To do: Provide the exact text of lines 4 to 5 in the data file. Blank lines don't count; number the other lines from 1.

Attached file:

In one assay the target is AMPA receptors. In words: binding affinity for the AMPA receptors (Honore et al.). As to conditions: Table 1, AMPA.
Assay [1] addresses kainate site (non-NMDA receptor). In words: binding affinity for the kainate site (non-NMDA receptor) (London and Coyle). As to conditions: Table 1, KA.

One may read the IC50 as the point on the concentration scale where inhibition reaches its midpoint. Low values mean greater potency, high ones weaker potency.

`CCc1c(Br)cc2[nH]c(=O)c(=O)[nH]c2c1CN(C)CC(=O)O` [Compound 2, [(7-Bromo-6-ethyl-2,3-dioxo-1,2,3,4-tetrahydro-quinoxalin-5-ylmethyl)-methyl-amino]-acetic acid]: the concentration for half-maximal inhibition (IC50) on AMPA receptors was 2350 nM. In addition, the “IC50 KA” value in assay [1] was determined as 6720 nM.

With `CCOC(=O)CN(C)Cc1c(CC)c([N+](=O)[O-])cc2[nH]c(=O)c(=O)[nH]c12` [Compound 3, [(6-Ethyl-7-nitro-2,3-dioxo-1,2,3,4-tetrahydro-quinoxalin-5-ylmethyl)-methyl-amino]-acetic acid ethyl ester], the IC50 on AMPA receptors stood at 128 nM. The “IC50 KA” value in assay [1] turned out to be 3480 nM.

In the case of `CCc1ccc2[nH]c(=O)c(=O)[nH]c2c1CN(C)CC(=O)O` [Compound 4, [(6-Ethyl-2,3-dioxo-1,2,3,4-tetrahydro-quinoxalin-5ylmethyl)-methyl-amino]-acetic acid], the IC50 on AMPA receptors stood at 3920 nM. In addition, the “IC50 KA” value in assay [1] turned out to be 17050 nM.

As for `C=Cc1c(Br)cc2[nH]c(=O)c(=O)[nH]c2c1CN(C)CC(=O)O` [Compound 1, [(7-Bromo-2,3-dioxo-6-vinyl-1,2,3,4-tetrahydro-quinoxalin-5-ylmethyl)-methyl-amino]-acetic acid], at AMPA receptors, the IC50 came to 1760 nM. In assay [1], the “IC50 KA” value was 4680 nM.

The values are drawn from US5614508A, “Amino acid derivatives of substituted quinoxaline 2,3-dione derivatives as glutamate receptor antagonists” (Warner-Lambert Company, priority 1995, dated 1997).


`CCc1c(Br)cc2[nH]c(=O)c(=O)[nH]c2c1CN(C)CC(=O)O` [Compound 2, [(7-Bromo-6-ethyl-2,3-dioxo-1,2,3,4-tetrahydro-quinoxalin-5-ylmethyl)-methyl-amino]-acetic acid]: the concentration for half-maximal inhibition (IC50) on AMPA receptors was 2350 nM. In addition, the “IC50 KA” value in assay [1] was determined as 6720 nM.

With `CCOC(=O)CN(C)Cc1c(CC)c([N+](=O)[O-])cc2[nH]c(=O)c(=O)[nH]c12` [Compound 3, [(6-Ethyl-7-nitro-2,3-dioxo-1,2,3,4-tetrahydro-quinoxalin-5-ylmethyl)-methyl-amino]-acetic acid ethyl ester], the IC50 on AMPA receptors stood at 128 nM. The “IC50 KA” value in assay [1] turned out to be 3480 nM.